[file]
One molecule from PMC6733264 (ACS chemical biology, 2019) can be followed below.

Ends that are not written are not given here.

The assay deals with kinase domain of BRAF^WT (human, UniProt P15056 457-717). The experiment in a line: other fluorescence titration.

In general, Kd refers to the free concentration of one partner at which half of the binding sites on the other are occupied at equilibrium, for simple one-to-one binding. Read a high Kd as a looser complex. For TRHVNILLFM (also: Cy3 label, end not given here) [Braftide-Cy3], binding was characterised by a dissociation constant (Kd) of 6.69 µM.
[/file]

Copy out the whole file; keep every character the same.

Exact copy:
One molecule from PMC6733264 (ACS chemical biology, 2019) can be followed below.

Ends that are not written are not given here.

The assay deals with kinase domain of BRAF^WT (human, UniProt P15056 457-717). The experiment in a line: other fluorescence titration.

In general, Kd refers to the free concentration of one partner at which half of the binding sites on the other are occupied at equilibrium, for simple one-to-one binding. Read a high Kd as a looser complex. For TRHVNILLFM (also: Cy3 label, end not given here) [Braftide-Cy3], binding was characterised by a dissociation constant (Kd) of 6.69 µM.